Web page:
Yes, it’s what you think! Foodie! That’s what you were thinking, right?
“Foodie” is a phenomenon of the 21st century. The United States, specifically big foodie cities like New York, San Francisco, Chicago, and Los Angeles, have developed a new trend of eating, talking, publicizing, glamorizing, and exploiting food. Now, that certainly isn’t a bad thing as far as I’m concerned. Being an avid food fanatic and chef myself, I totally dig the idea that people are gaining an interest in the culinary arts. More than anything, I want people dining out, promoting smaller restaurants, and buying from local markets, but at what cost?
Over the last decade, it has gotten to the point where dining out simply frustrates me. Allow me to preface, I adore eating out at restaurants; dropping some serious cash on a dynamite dinner is worth every penny to me. It’s a wonderful experience, not only for the inventive and delicious food, but as a source for my own culinary inspiration. It’s what I do. I love food.
Now, do I tweet every eight minutes about every tiny detail of my dining experience? Do I take a new Instagram picture at every available moment, stopping servers to snap pics, rearranging the dinner table, or making my guests wait to eat? No. Stop it right now. Just stop.
This is the current state of dining out in LA. People have become so overly concerned with making sure they document and report everything they put in their mouths that they forget why they’re at the restaurant in the first place. In fact, these would-be foodies aren’t really there for the food at all. Sure, I have no doubt that they enjoy the food, but do the truly appreciate what it is they’re Instagramming to death?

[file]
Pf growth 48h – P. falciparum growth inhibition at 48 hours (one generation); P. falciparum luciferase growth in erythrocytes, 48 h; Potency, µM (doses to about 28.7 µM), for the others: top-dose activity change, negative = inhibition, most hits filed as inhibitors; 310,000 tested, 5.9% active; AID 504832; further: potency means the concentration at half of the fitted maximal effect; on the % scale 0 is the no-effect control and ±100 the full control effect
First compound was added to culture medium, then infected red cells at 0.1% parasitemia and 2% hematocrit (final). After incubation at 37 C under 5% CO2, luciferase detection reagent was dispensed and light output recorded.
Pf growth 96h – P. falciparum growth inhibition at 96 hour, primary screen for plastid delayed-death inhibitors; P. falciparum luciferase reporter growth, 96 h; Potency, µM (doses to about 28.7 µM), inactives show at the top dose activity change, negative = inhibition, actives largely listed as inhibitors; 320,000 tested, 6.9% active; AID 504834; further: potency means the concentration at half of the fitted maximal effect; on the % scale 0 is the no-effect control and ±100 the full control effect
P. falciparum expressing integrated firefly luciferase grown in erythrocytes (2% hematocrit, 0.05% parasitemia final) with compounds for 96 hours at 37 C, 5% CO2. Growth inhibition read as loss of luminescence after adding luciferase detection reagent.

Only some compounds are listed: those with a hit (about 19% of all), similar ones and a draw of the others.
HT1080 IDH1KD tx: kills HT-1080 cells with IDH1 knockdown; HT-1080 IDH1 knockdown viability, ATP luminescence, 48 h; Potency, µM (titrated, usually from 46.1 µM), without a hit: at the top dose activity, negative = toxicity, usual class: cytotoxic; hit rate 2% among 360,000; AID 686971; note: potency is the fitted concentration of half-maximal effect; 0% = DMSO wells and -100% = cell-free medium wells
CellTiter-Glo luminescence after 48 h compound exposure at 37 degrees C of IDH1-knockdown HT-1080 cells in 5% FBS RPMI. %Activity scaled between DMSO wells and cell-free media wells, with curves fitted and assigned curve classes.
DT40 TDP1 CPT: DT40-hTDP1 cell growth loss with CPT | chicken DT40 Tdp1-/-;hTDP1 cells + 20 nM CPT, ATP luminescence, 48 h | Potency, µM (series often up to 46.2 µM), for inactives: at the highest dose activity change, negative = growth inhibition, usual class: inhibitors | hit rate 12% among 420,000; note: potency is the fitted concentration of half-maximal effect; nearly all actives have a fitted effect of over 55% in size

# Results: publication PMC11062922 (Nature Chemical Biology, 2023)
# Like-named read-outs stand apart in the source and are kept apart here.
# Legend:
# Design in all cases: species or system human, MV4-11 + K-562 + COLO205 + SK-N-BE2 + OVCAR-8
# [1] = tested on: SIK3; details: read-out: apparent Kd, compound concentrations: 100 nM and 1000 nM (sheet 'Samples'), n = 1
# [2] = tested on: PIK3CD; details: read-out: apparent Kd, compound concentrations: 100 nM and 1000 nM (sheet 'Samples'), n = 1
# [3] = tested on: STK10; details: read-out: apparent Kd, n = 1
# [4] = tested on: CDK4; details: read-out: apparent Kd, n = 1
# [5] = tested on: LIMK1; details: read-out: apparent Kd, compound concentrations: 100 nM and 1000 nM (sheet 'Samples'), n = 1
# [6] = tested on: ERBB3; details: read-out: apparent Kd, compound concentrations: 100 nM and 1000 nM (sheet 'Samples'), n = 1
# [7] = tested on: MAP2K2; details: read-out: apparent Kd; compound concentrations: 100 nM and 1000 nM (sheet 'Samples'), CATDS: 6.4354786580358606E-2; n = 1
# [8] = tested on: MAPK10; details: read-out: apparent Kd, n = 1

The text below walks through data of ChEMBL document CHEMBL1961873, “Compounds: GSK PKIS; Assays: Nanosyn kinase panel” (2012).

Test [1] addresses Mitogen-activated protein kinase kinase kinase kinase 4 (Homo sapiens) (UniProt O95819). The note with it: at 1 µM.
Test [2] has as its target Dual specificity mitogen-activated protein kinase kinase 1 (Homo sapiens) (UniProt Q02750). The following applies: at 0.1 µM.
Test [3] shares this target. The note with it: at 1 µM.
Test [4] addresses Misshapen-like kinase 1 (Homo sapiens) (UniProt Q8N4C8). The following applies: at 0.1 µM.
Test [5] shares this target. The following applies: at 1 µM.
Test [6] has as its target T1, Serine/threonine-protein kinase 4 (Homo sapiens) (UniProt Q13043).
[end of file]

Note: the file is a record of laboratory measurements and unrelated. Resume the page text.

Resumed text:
Now, I fully understand that as a chef and as a restaurant owner, you must be willing to accept business from anyone. Whatever folks want to do with the food once it hits their table is their business—they’re paying for it after all. However, as someone who adores the culinary arts and who gets called a foodie on a regular basis, I somewhat take offense. I don’t want to be grouped anywhere near these delusional “foodies” that have infiltrated the LA dining scene. I eat dinner, and I chat with my fellow diners. I eat the food and relish it. I joke with the server, talk whiskey with the bartender, and enjoy the moment. How do these “foodies” do that with their smartphones glued to their hands the whole time?
The real question lies in, “What is to come?” My thoughts? I think this foodie trend will fizzle slightly, as I already see the Yelp relevance faltering. However, I will say that food is getting more and more inventive, creative, and remarkable every day. Big-hitter chefs are pulling out all the stops and are really pushing the envelope. This increased awareness of fine dining and upscale, casual dining will only continue to grow. Seems like a win-win to me, so long as we leave our social media away from the dining table.